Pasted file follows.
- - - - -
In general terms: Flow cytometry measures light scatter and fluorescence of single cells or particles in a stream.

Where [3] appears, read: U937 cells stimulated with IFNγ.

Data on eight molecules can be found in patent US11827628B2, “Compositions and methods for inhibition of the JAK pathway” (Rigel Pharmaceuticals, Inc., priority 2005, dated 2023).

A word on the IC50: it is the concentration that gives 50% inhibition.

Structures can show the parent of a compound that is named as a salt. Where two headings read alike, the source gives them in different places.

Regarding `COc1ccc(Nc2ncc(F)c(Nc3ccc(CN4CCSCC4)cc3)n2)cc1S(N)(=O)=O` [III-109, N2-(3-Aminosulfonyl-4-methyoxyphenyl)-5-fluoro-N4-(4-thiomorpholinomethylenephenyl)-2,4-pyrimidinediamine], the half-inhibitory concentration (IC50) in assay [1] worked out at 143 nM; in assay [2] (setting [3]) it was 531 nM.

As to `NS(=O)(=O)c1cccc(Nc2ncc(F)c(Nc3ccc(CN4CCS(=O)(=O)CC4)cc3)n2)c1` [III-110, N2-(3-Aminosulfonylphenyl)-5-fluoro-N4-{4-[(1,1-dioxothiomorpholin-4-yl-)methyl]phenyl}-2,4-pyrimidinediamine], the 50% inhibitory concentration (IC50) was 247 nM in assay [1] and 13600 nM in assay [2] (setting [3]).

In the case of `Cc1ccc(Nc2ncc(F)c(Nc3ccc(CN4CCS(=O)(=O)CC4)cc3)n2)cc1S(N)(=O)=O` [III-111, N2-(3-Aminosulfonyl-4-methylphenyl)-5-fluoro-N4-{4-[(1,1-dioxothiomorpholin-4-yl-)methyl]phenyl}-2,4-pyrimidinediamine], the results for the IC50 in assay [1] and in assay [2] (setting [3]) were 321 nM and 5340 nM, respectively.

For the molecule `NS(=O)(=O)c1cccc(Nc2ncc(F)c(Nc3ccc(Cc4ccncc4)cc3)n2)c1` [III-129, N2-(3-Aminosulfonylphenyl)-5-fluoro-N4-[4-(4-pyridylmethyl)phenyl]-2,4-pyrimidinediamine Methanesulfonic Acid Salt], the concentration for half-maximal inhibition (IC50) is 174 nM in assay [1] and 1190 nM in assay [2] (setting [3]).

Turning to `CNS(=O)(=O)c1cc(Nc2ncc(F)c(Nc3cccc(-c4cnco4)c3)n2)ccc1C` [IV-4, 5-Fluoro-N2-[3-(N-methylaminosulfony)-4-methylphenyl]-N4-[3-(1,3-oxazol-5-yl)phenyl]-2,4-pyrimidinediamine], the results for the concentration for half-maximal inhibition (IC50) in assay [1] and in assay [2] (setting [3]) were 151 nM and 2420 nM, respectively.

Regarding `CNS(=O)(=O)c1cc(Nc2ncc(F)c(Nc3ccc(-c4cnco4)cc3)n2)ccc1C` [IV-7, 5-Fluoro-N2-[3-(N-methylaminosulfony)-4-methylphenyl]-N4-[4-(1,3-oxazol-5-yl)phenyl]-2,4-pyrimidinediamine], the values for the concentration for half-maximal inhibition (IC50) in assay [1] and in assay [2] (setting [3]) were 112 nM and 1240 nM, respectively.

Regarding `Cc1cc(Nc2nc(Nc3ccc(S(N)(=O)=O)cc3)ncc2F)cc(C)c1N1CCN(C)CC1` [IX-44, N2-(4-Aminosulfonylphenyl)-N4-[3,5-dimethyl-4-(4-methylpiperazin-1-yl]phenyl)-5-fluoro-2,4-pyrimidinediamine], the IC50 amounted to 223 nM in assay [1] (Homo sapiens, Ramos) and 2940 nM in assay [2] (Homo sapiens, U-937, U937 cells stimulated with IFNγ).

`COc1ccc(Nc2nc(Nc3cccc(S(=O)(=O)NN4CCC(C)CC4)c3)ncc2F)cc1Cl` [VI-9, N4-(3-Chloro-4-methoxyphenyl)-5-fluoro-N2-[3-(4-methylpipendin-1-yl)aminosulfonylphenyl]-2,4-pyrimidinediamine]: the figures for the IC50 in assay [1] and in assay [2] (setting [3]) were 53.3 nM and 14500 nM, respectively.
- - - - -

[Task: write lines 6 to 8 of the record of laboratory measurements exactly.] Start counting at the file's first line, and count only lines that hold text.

Regarding `COc1ccc(Nc2ncc(F)c(Nc3ccc(CN4CCSCC4)cc3)n2)cc1S(N)(=O)=O` [III-109, N2-(3-Aminosulfonyl-4-methyoxyphenyl)-5-fluoro-N4-(4-thiomorpholinomethylenephenyl)-2,4-pyrimidinediamine], the half-inhibitory concentration (IC50) in assay [1] worked out at 143 nM; in assay [2] (setting [3]) it was 531 nM.

As to `NS(=O)(=O)c1cccc(Nc2ncc(F)c(Nc3ccc(CN4CCS(=O)(=O)CC4)cc3)n2)c1` [III-110, N2-(3-Aminosulfonylphenyl)-5-fluoro-N4-{4-[(1,1-dioxothiomorpholin-4-yl-)methyl]phenyl}-2,4-pyrimidinediamine], the 50% inhibitory concentration (IC50) was 247 nM in assay [1] and 13600 nM in assay [2] (setting [3]).

In the case of `Cc1ccc(Nc2ncc(F)c(Nc3ccc(CN4CCS(=O)(=O)CC4)cc3)n2)cc1S(N)(=O)=O` [III-111, N2-(3-Aminosulfonyl-4-methylphenyl)-5-fluoro-N4-{4-[(1,1-dioxothiomorpholin-4-yl-)methyl]phenyl}-2,4-pyrimidinediamine], the results for the IC50 in assay [1] and in assay [2] (setting [3]) were 321 nM and 5340 nM, respectively.